PARIS — At the Palais de Tokyo and in collaboration with Mathaf: Arab Museum of Modern Art, the exhibition Our World is Burning offers a platform to 30 artists to express the dream and necessity of a sustainable future in an egalitarian world.
The exhibition, which is part of the Qatar-France 2020 Year of Culture, is a poetic yet brooding look into the scale of the environmental emergency we currently face. The title of the exhibition refers to literal fires burning in every corner of the world, the fire of conflicts destroying lives and lands, and the revolutionary fervor to advocate for democratic reforms and environmental awareness. These artists also endorse drastically changing our strategies instead of giving up on the world. As co-curator Fabien Danesi puts it in his exhibition catalogue essay, “Fire is another word for revolution.”
In “A country without a door or a window” (2016/2019) Bady Dalloul uses 200 pocket-sized paintings placed in matchboxes to piece together the scattered chronicle of the Syrian war, interweaving historical facts with imagination. The large-scale fresco panels of Aslı Çavuşoğlu, “The Place of Stone” (2018), named after the Sar-e Sang mining site, retrace the history of Lapis Lazuli trade and exploitation. The semiprecious stone exported across the world from Afghanistan produces the ultramarine pigment associated with the most brilliant moments in western art history. The color is also associated with the ravages of war, with its link to the Taliban, now in control of these mines. Through portraits and sincere, documented conversations with Syrian refugees in “I Strongly Believe in Our Right to be Frivolous” (2012–ongoing), Mounira al Solh further reveals the ashes wars leave behind.
Sophia Al Maria’s “Scout” (2012) sits in the corner of a gallery like an extraterrestrial brute, glimmering and emitting a recorded voice that says in Arabic: “greetings to our friends in the stars. May time bring us together.” This is a message recorded for the Voyager Golden Record, which was launched into space in 1977 as a sort of time capsule telling a story of the earth’s inhabitants through sounds and images. The fiberglass sculpture, which is shaped like a concrete tetrapod, symbolizes the modernization of Qatar. By covering the coastlines to protect the shore from erosion, these structures support Doha’s incessant urbanization and the country’s development of the oil industry. Hearing its recorded message decades later, from the modern world then so sure of itself, is bittersweet.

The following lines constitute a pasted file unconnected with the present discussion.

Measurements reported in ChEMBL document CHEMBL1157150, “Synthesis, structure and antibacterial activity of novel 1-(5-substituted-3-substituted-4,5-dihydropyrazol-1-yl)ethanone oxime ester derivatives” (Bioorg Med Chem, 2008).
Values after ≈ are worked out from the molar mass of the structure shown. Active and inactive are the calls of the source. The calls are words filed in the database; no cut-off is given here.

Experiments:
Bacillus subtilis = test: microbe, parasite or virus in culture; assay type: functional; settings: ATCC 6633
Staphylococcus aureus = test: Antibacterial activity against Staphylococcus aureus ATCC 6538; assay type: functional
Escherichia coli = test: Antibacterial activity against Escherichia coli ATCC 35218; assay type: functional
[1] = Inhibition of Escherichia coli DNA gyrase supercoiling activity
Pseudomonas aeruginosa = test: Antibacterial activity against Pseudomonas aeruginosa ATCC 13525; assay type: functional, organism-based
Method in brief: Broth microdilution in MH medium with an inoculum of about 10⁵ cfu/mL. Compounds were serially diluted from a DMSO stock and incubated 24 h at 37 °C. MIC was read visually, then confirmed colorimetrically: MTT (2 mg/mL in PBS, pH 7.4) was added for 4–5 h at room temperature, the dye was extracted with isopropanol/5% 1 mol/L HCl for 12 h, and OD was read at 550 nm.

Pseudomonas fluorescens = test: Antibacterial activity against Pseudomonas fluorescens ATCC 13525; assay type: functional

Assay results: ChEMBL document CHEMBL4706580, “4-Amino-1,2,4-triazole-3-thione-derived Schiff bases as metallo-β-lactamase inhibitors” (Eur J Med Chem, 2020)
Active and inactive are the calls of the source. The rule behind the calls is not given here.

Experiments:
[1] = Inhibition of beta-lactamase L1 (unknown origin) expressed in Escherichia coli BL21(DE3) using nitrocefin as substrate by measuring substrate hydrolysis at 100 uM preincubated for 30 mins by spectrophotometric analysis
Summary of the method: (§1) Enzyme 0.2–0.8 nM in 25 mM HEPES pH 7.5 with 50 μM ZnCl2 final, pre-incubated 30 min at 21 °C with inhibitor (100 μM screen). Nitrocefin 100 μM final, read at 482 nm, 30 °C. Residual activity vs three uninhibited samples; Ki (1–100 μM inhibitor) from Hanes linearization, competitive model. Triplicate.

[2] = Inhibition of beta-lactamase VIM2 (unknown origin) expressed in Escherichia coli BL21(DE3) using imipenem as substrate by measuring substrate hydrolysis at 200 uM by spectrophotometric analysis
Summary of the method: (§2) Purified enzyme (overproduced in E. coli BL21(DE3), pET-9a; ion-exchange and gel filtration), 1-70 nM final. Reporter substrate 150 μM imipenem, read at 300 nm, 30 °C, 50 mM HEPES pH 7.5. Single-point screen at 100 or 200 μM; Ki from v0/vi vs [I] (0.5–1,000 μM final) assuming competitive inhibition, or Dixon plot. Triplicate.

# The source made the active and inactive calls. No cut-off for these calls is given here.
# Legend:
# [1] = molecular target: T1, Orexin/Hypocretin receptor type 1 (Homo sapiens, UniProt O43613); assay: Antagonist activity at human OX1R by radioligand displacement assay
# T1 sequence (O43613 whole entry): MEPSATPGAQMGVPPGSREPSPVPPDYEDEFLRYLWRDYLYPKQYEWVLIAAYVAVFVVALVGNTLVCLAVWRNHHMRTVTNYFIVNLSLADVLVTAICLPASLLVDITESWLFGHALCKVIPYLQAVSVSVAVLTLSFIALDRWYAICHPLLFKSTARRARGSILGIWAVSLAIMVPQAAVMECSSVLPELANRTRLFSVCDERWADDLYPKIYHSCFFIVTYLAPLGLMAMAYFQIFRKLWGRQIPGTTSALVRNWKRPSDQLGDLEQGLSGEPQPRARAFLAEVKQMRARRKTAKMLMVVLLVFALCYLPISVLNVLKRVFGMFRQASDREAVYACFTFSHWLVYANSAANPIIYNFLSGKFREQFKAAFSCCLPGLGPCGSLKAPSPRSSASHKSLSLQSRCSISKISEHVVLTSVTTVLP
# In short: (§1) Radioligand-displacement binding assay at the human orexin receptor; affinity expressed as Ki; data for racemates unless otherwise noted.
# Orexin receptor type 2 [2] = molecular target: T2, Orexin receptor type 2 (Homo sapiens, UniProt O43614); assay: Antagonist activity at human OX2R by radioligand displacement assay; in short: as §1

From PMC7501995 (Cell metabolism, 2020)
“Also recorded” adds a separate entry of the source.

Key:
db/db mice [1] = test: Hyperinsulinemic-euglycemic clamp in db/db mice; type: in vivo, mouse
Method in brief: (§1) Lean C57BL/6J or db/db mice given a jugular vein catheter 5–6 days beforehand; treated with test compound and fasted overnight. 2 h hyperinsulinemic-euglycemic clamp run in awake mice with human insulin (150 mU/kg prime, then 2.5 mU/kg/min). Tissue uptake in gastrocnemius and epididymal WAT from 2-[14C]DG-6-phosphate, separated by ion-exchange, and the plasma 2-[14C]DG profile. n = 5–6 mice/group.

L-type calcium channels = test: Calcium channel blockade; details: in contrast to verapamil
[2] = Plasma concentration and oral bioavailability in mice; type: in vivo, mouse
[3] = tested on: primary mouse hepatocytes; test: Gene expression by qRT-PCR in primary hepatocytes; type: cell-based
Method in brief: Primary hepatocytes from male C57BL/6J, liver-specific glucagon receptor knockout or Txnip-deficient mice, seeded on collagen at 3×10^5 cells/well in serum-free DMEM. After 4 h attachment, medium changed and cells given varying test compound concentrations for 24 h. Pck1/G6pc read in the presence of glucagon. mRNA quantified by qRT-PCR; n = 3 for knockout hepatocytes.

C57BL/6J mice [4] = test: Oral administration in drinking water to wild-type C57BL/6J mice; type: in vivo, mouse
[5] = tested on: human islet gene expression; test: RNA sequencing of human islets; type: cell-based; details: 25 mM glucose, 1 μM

Before its opening, Our World Is Burning stirred controversy as the Palais de Tokyo, an admittedly LGBTQ+ friendly institution was criticized for collaborating with a country where homosexuality is still criminalized. Artists and activists including philosopher Yves Michaud raised ethical concerns. Michaud told the Art Newspaper that he considers this project “part of the Qatari government’s shameless and long-term strategy to bribe French society and soften its stance on human rights issues in the Persian Gulf region.” The museum responded, “We want to emphasize that we do not partner with a state but with a museum,” claiming Mathaf’s exhibition program is very relevant and open to diversity. This is one of the first exhibitions in Palais de Tokyo under the direction of its new president, Emma Lavigne. In an interview with l’Agence France-Presse, when asked about the backlash against the show, Lavigne urged the public to have faith in the power of cultural institutions as tools for changing mentalities.
Our world is burning is indeed burning with a will to fight back. It ignites hope for profound ecological, political and ethical actions. It communicates the potential of our collective transformation through the important step of accepting our individual responsibilities.
Our World is Burning has recently reopened and is scheduled to continue through September 13 at the Palais de Tokyo (13, Avenue du Président Wilson, Paris, France). The exhibition was co-curated by Abdellah Karoum (Mathaf) and Fabien Danesi.
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